Savvy Gmail users know they can add a "+something" to the address they give out, then filter messages to that pseudo-address. But what if you're not using Gmail or the site doesn't accept "+" addresses? That's where this naming trick comes in.
Ed. note: This filter also works great as a companion to the mailing list and newsletter keyword filter we recently posted.
When signing up for some not-so-important web service that requires some kind of email registration, you probably don't want to read any further emails from this service again, especially when you're signing up just for one tiny bit of information, like a link visible just to site members.
Nowadays with a Gmail address, you would normally use [email protected] to sign up for xy-service, and afterwards filter out every mail addressed to:john.doe+xy.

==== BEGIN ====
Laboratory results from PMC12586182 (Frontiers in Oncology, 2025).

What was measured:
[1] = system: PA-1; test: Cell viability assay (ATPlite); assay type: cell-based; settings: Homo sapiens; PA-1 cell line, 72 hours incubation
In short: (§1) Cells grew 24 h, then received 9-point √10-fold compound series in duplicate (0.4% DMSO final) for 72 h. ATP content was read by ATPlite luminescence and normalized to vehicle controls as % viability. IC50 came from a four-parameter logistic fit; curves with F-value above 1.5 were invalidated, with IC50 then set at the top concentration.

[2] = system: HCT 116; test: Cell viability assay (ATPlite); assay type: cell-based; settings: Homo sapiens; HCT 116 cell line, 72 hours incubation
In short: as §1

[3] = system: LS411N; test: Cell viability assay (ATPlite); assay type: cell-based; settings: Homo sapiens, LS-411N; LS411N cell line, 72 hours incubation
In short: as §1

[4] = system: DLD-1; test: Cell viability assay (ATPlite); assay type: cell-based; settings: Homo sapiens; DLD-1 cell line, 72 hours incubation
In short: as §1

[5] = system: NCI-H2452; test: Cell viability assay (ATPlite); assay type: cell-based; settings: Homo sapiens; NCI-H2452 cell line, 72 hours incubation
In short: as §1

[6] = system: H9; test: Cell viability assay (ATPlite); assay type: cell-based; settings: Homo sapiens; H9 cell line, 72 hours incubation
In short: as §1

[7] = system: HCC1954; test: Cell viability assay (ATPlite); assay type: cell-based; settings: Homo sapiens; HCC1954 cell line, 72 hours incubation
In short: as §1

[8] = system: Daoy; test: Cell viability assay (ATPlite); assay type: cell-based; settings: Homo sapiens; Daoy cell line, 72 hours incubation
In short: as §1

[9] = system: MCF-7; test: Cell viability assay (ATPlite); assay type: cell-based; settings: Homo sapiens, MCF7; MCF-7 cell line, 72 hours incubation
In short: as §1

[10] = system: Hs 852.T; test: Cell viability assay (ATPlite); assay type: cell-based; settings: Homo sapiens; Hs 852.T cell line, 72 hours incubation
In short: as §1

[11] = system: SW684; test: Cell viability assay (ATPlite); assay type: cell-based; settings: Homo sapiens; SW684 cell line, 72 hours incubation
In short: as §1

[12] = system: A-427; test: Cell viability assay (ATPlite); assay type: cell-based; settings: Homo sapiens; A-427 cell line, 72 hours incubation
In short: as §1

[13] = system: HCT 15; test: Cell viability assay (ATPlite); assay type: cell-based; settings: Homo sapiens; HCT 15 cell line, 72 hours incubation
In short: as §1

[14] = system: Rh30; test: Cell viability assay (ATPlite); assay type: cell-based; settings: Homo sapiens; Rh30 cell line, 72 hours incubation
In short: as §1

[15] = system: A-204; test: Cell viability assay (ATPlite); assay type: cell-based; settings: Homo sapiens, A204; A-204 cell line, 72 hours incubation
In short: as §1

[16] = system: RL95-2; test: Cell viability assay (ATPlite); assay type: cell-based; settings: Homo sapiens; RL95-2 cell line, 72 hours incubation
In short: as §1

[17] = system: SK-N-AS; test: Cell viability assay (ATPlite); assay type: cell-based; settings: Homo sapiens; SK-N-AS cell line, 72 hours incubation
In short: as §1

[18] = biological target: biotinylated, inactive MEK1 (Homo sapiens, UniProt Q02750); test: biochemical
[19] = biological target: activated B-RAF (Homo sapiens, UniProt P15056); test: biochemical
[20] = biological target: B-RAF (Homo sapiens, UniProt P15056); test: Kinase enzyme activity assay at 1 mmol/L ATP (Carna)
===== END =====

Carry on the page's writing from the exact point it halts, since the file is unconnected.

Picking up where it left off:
Some services don't allow the plus in mail addresses, and some users don't use Gmail. But for them, there's this simple trick.
As long as you don't care about a strange surname/familyname listed in a web service's database, you can fill up the requested information fields with your name, plus some clever prefix or postfix, like "JohnFilter DoeFilter". Chances are good that the emails from the service contain at least one part of your name (Like "Dear Mr DoeFilter" or "Hello JohnFilter!") - and that's the point for your spamfilter to work on. Add a filter for "Has the words: JohnFilter," substituting your own NameFilter key, and you're on your way to never hearing from this one-shot web service again.
It's up to you, whether you create a different suffix for every service, or just one name for all the web services you don't care about. Either way, you've now got a way out for services that try to restrict your filter creativity.